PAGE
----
Burned-out car, hung up on tombstone
The access roads leading to the back part of the cemetery had been widened a bit as the city’s heavy equipment had barreled through – these little dirt roads were not made for giant trash trucks and front-loaders carrying burned-our cars out of the cemetery. As a result, unfortunately, some roadside monuments were knocked out of place and others were side-swiped. 


Land of the Lost
As we approached the circle and could see the top of its central marble column about thirty feet above  the trees, we cut into the tangle of dense growth, poison ivy, and raspberry vines as several people wanted to see it up close. Wresting our way through the jungle, one guy ahead of me said, “I feel like I should be carrying an M-16.” The column is part of an enormous 1871 monument to the late Masonic Grand Tyler, William B. Schnider. Just to give you an appreciation for the size of this amazing marble sculpture, the photo at right shows one of our volunteers standing at its base.

For the past eight years, these three guys from the local Pennsylvania Masonic lodge would come here a few times each year to saw down trees from around various monuments and carry away trash from the area. One time two of them were in the circle working  with machetes and a chainsaw, and unwittingly provided some visitors with a close encounter they’ll never forget. For years, hookers would bring their johns to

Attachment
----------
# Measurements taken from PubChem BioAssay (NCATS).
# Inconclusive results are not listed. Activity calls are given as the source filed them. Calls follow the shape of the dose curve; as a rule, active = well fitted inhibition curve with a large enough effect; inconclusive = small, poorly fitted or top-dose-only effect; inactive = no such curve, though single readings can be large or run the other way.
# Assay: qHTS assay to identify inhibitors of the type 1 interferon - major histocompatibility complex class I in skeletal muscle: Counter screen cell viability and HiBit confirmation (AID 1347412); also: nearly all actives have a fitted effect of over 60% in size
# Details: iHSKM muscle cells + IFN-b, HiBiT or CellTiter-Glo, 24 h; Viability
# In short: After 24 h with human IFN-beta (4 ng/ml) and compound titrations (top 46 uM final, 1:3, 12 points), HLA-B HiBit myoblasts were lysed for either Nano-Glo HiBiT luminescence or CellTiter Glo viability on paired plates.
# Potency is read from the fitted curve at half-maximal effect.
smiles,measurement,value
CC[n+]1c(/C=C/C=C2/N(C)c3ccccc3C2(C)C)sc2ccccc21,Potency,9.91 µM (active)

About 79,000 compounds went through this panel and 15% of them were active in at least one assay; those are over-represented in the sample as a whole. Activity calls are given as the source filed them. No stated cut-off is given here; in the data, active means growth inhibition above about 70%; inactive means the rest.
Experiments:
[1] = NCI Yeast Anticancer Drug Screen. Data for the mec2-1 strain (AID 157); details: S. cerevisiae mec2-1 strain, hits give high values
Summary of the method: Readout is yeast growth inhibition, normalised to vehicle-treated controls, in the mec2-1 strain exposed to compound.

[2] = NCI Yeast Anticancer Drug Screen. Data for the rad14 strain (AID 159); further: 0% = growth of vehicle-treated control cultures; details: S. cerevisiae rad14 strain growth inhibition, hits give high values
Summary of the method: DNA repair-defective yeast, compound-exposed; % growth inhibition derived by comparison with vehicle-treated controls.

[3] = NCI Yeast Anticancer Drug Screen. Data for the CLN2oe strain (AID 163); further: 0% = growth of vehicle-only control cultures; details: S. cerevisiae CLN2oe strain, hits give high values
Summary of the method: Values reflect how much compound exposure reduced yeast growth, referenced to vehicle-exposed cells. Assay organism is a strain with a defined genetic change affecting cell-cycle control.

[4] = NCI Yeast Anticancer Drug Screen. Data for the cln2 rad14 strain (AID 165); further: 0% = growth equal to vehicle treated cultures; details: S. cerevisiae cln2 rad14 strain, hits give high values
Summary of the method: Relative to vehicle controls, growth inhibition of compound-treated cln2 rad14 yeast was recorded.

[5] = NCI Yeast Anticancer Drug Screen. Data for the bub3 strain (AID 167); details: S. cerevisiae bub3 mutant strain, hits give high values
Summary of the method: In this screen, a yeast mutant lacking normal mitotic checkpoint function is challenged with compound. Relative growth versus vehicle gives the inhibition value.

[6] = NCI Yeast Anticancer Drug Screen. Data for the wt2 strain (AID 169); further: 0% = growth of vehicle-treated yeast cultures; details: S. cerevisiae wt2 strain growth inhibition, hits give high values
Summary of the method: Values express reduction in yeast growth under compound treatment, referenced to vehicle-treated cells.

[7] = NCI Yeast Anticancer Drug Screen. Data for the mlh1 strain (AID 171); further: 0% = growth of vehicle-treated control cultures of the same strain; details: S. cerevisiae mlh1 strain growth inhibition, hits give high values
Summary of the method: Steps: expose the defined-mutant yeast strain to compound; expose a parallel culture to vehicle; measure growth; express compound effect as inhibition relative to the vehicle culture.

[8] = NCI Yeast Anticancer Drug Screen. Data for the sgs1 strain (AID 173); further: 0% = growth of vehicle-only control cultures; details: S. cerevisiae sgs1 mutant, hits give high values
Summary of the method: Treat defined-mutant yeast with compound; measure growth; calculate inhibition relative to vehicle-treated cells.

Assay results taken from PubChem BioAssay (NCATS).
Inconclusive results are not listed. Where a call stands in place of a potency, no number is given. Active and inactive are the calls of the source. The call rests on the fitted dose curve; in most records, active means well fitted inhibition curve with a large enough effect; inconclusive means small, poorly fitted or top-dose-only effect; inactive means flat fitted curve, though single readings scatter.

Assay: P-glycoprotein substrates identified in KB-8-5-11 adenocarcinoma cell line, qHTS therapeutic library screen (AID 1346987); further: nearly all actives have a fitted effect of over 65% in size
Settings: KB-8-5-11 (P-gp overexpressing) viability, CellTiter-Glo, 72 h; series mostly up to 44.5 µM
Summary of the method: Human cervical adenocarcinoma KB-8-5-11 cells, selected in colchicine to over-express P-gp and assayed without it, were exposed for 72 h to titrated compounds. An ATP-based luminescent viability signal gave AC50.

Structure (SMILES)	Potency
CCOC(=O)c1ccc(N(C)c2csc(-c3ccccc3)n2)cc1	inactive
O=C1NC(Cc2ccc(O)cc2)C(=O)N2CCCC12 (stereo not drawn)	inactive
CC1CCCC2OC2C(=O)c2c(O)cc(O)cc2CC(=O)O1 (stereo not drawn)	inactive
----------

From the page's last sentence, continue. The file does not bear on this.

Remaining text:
the Circle of Saint John (no pun intended) by car to do their thing (which you can't help seeing if you spend any time in this cemetery). While they were there, a pickup truck appeared out of nowhere as they were working. They looked up – while brandishing the machete and chainsaw – only to see the horrified look on the faces of the couple in the truck! They said the hooker started screaming and the driver hit the gas and you never SAW a vehicle go so fast in reverse!

As we headed back through the wooded cemetery roads, we came upon two small groups of our fellow  volunteers who were lost. People think I exaggerate the dangers of this place, but even on a bright sunny day, you can feel strangely vulnerable here. As this thought occurred to me, I realized this is one of the few times in recent memory that I’ve ventured into Mt. Moriah without a weapon! Maybe if the cleanup continues (as its scheduled to) each month, there may come a time when people can safely visit this place and enjoy the history, nature, art, and architecture it has to offer.

After the clean-up, I was exhausted. Although I brought all my serious cameras, they sat in the trunk of my car parked on 62th Street. The photos you see here were taken with my little digital Panasonic point-and-shoot, between swigs of water or bandaging the calluses on my hands.